Thoughts on: Computer as Intimate Object, and a Discussion on Data Smog

“Mac users can testify […] there is no other object or person I have spend as much time with.” [Shenk, 1997: 70]

Immediacy and intimacy exists both with and through interfaces. Their surface, an area of encounter which not only acts as a through-point to access other people or locations, but is itself an object of encounter, which may contain synthetic or representational imagery, so may appear as a transparent window, but the opacity of the interface is never totally subverted. For example, a Tablet Computer is not a synthetic object, or just a window, but a tactile piece of hardware that operates under the dual function of access and through point, one which is both optic and haptic. With the interactions of the touch-sensative interface allowing the user to suspend their disbelief at the presence of the tablet in order to interact with digital material in a seemingly naturalistic series of highly social-encodic hand-gestures. Like any other screen, it contains and presents optic objects, but is itself haptic.

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“Instead of spending time using my tools, I am forced to waste time organising them and combing through them.”

Shenk, David (1997) Data Smog. Harper Collins, Abacus. Great Britain: 47

Weekly Summary – 6.10.14 – 12.10.14

Cardboard Cutout Gallery Audience with Photographed Mirror

As my current practices involves dealing with the social aspects of modern technology, making videos, taking photographs, and sometimes engaging in performative works, but I wish to develop ideas and methods of display that will directly involve the audience’s involvement in the exhibiting of a piece, so that each interaction offers a unique experience.
So for the immediate future I wish to focus on producing works that are intrinsically related, and therefore completed through their display, rather than existing excursively in a static, digital environment being viewed passively. I want to make participating in my work desirable, interesting, and compulsive, echoing the sense of the growing constance of digital technologies in everyday interactions, as well as the electronic apartheid of non-interaction and immediacy through direct action.

After a 2.5 hour group tutorial with Victoria, and a 1-on-1 tutorial with Mark, and an influx in group discussion with peers, I have ascertained a greater level of clarity this week for my direction than I managed over much of the summer.

I also managed to get 99 people to sign up to the Drawing Society at the Societies Fair, wrote a vaguely linear plan for my dissertation and received my fake grass sample in the post. I shall hopefully experimenting with display throughout next week.

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War, War Never Changes: Pt. 3

Pt. 1  / Pt. 2 / Pt. 3

Propaganda According to Flickr. [Fig 1]

“Central to modern expectations, and modern ethical feeling, is the conviction that war is an aberration, if an unstoppable one. That peace is the norm, if an unattainable one. This, of course, is not the war has been regarded throughout history. War has been the norm and peace the exception.” [Sontag, 2003: 66]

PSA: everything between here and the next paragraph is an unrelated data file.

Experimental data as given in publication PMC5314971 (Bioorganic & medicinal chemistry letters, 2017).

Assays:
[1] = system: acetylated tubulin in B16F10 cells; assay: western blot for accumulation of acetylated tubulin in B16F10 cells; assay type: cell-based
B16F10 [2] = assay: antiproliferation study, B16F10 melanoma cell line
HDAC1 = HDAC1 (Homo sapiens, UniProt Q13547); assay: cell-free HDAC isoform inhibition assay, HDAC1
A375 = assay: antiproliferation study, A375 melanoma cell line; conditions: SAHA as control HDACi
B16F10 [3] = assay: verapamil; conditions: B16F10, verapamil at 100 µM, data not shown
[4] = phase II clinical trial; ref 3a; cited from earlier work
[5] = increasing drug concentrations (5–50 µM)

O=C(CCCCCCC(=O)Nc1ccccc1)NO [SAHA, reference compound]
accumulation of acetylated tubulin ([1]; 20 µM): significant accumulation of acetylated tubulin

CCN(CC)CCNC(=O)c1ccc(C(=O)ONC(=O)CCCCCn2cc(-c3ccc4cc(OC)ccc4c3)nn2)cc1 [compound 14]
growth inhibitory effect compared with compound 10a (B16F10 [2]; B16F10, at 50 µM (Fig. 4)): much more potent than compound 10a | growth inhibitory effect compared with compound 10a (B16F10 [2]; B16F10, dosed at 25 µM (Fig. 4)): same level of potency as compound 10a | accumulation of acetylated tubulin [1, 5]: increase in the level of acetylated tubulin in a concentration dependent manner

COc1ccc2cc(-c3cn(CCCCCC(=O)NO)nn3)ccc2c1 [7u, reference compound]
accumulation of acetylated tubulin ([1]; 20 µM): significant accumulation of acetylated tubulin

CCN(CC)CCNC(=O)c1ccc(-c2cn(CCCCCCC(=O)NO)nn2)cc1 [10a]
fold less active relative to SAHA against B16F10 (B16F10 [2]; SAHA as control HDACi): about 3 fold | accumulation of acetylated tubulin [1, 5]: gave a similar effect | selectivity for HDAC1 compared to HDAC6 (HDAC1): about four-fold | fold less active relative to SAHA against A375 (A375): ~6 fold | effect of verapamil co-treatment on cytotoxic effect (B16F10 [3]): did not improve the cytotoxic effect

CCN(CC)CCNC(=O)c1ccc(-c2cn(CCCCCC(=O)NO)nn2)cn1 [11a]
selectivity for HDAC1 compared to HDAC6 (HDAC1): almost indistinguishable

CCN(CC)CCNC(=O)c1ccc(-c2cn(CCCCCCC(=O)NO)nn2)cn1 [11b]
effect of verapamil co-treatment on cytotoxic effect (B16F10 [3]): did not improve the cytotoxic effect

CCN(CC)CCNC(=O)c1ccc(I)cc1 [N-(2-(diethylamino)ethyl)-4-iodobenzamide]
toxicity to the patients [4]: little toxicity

As a continuation from the previous two texts, especially expanding the points raised in the second, in a more critical dialogue using academic and journalistic sources. In the following text I will be discussing the meaning of ‘Post-War’, Propaganda, and Photography, along with Instantaneity, Horror and Collateral. In this examination on the multi-media war, there is no definite argument throughout the text, rather a series of points being discussed, with some examples regarding conflicts from the 20th century, current affairs, and their relationship to the media; continuing from a previous text on related matters, and the interrelation of representations of contemporary conflict; war as a multi-media subject, and post-war as a post-media product.

“War is peace.” [Orwell, 1949: 27]

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War, War Never Changes: Pt. 2

Pt. 1  / Pt. 2 / Pt. 3


Post-War According to Google Images [Fig 1]


In the second part of this discussion on War, I will be setting out some areas of discussion, revolving around ‘Post-War’ and current conflict issues, discussed in brief here, with further examples in the third and final section of these texts. Post-war may be considered the post-media continuation of war as a multi-media subject; exemplifying the problems of multi-faceted media objects, although here the emphasis is on the political environment in which war is exhibited, rather than a media analysis.

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War, War Never Changes: Pt. 1

Pt. 1  / Pt. 2 / Pt. 3

War According to Getty Images [Fig 1]


Recently, I have been finding a number of parallels between the themes in various media I have been interacting with and consuming. These include: reading ideas discussed in Noam Chomsky’s Media Control, Paul Virilio and Sylvère Lotringer’s Pure War, along side hearing the news of the Russia-Ukraine-Crimea and Israel-Palestine/Gaza conflicts, coupled with the Scottish Independence referendum being reported through radio, television, online and printed media (primarily being experienced through reading The Guardian and The Independent newspapers, both in print and online, as well as hearing the conflict being reported through BBC Radio 4 and the World Service, with some information coming through the BBC Television news and social media) and to a lesser extend the civil disputes currently happening in the Ferguson region of the USA; especially via Tumblr.

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